I pretty much cry from this point on until the screen goes black. So, all in all, a perfect movie. 

As lovely as he is, Dewey Finn isn’t an anomaly. If we turn away from the silver screen, we’ll find some equally impressive music mentors right here in our own city. 

Ava Wray is a Winnipeg-based guitarist with Bicycle Face, a local band of “willful wordsmiths wielding weird chords and whimsy.” Ava’s also been teaching private guitar lessons for over ten years now. 

Ava Wray. Photo by Tom Elvers.

“This experience has allowed me to get to know and make music with kids of all different learning styles, and to appreciate the way everyone approaches music with different interests and passions,” Ava tells me in an email. 

As for her own musical training, Ava says they’re lucky to have started lessons early. 

“My introduction to music was through glockenspiel lessons at around age four, after which I studied piano and finally fell in love with the guitar. I always looked forward to lessons.” 

Ava’s grateful to have had teachers who emphasized learning music for enjoyment, as opposed to performing competitively. 

“It enabled me to approach music creatively, use it as an outlet when dealing with difficult emotions, and always have positive associations with it—even later on while dealing with the stress of completing a music degree or preparing for higher-pressure performances.”

While thankful to have found a group of knowledgeable and encouraging teachers throughout her studies, Ava says she would have loved to see more diversity in these roles. 

“Sometimes I wish I could’ve had a female guitar teacher when I was a kid, or even known more older female musicians, as it would’ve enabled me to envision myself as a gigging guitarist, which I never could when I was younger.”

She feels lucky now to be part of a music community where there’s more representation.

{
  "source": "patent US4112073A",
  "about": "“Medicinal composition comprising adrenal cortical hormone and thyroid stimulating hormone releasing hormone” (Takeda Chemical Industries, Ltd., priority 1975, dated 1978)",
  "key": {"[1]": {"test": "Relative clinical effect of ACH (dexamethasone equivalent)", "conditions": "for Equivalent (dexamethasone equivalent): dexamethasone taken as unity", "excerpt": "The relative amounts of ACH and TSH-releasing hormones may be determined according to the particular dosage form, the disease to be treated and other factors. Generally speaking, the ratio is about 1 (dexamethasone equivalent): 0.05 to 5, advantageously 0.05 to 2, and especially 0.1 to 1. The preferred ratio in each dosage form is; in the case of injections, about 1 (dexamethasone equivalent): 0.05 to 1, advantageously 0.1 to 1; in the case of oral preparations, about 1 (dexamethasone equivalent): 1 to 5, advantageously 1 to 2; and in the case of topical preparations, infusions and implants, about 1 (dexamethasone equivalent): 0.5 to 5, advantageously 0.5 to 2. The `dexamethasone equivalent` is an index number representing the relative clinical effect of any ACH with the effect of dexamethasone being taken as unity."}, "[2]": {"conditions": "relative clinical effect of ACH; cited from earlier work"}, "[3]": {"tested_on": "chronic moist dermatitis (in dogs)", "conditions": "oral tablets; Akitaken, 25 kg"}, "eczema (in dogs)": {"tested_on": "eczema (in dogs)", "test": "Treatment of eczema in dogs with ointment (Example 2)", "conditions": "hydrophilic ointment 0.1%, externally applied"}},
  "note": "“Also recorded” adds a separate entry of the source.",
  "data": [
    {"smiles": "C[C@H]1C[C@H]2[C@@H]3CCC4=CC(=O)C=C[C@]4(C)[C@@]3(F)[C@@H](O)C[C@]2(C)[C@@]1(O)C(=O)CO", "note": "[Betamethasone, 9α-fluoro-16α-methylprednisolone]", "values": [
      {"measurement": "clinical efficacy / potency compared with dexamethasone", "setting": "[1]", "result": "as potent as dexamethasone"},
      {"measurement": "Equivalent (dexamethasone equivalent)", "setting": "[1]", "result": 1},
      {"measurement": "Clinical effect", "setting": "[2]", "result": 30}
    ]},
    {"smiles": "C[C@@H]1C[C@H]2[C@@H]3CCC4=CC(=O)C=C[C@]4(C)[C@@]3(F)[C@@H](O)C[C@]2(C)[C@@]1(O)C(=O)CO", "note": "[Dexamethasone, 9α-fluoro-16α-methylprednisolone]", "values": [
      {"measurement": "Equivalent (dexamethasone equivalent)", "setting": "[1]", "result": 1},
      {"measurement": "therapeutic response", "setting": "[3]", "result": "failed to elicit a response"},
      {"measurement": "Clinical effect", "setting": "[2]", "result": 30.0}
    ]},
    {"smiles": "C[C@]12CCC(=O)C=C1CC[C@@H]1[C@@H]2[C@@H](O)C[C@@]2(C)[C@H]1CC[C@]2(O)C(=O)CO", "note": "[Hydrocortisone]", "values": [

Ava has volunteered with We Rock Winnipeg since 2018. As a board member and instructor for We Rock Camp, Ava encourages female and gender-nonconforming kids aged 10–14 to find confidence and community through music.  

With We Rock Camp, participants learn an instrument, form a band, write a song, record said song, and perform live all in the course of just one week!

“This is an endeavour that would be daunting to many adults, and to watch kids as young as ten start that journey and realize the potential they have for creation and change is really inspiring.”

Ava notes the proven positive impacts music has on brain development in kids (including in problem-solving, literacy, and social intelligence), but she’s also a huge advocate for learning and loving music at any age. 

“Music is just a wonderful part of life. Developing skills in, or appreciation for, music can inspire confidence, serve as an outlet for processing emotions, act as the glue in friendships and creative collaborations, and simply bring more joy into everyday living.”

Whether self-taught, professionally instructed, or illegally schooled by an early 2000s Jack Black, you’ll find that music’s lesson isn’t graded by fame or fortune. Its curriculum doesn’t care if you can read the notes or not. Really, it’s just a matter of attendance. Showing up. Being there. And listening to whoever will tell you that you can make noise. You can take up space. You can even dance, if you want to. 

Yes, even like that. That’s perfect. You’re perfect.  

 

Big thanks to Ava for being part of this interview!

You can get in touch with Ava for guitar lessons by emailing ava.wray.music@gmail.com

Bicycle Face is set to release an outer space-themed concept album in the fall, so stay tuned for that, too!